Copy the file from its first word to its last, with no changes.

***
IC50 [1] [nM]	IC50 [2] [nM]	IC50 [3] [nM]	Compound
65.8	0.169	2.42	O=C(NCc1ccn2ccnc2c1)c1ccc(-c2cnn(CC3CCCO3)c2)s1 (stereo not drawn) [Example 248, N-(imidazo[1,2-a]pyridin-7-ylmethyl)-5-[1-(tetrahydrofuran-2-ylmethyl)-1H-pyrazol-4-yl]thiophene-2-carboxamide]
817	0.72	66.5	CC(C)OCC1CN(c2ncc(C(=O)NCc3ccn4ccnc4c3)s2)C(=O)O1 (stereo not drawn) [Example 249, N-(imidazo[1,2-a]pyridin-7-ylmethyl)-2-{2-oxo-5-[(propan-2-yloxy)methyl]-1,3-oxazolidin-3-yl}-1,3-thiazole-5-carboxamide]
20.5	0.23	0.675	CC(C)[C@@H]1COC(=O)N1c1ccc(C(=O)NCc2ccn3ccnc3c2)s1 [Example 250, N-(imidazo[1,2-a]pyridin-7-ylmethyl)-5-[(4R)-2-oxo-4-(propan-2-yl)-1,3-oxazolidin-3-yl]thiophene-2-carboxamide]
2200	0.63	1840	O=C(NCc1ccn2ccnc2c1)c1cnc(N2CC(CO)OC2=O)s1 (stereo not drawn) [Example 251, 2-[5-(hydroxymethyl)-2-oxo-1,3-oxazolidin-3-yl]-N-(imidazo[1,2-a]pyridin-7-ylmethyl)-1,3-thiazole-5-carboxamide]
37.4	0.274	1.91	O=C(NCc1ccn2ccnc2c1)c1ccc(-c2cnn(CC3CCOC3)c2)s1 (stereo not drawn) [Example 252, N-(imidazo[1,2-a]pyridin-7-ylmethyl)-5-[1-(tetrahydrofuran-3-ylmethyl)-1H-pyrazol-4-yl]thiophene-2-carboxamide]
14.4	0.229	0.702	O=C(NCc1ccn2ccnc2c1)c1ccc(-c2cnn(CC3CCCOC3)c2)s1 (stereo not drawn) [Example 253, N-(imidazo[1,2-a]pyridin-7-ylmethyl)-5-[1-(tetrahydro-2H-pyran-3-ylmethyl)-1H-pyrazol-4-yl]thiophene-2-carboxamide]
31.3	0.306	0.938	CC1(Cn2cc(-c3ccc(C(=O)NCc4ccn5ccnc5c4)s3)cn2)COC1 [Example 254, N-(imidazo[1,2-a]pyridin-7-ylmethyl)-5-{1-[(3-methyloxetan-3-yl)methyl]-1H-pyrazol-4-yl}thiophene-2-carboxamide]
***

IC50 [1] [nM]	IC50 [2] [nM]	IC50 [3] [nM]	Compound
65.8	0.169	2.42	O=C(NCc1ccn2ccnc2c1)c1ccc(-c2cnn(CC3CCCO3)c2)s1 (stereo not drawn) [Example 248, N-(imidazo[1,2-a]pyridin-7-ylmethyl)-5-[1-(tetrahydrofuran-2-ylmethyl)-1H-pyrazol-4-yl]thiophene-2-carboxamide]
817	0.72	66.5	CC(C)OCC1CN(c2ncc(C(=O)NCc3ccn4ccnc4c3)s2)C(=O)O1 (stereo not drawn) [Example 249, N-(imidazo[1,2-a]pyridin-7-ylmethyl)-2-{2-oxo-5-[(propan-2-yloxy)methyl]-1,3-oxazolidin-3-yl}-1,3-thiazole-5-carboxamide]
20.5	0.23	0.675	CC(C)[C@@H]1COC(=O)N1c1ccc(C(=O)NCc2ccn3ccnc3c2)s1 [Example 250, N-(imidazo[1,2-a]pyridin-7-ylmethyl)-5-[(4R)-2-oxo-4-(propan-2-yl)-1,3-oxazolidin-3-yl]thiophene-2-carboxamide]
2200	0.63	1840	O=C(NCc1ccn2ccnc2c1)c1cnc(N2CC(CO)OC2=O)s1 (stereo not drawn) [Example 251, 2-[5-(hydroxymethyl)-2-oxo-1,3-oxazolidin-3-yl]-N-(imidazo[1,2-a]pyridin-7-ylmethyl)-1,3-thiazole-5-carboxamide]
37.4	0.274	1.91	O=C(NCc1ccn2ccnc2c1)c1ccc(-c2cnn(CC3CCOC3)c2)s1 (stereo not drawn) [Example 252, N-(imidazo[1,2-a]pyridin-7-ylmethyl)-5-[1-(tetrahydrofuran-3-ylmethyl)-1H-pyrazol-4-yl]thiophene-2-carboxamide]
14.4	0.229	0.702	O=C(NCc1ccn2ccnc2c1)c1ccc(-c2cnn(CC3CCCOC3)c2)s1 (stereo not drawn) [Example 253, N-(imidazo[1,2-a]pyridin-7-ylmethyl)-5-[1-(tetrahydro-2H-pyran-3-ylmethyl)-1H-pyrazol-4-yl]thiophene-2-carboxamide]
31.3	0.306	0.938	CC1(Cn2cc(-c3ccc(C(=O)NCc4ccn5ccnc5c4)s3)cn2)COC1 [Example 254, N-(imidazo[1,2-a]pyridin-7-ylmethyl)-5-{1-[(3-methyloxetan-3-yl)methyl]-1H-pyrazol-4-yl}thiophene-2-carboxamide]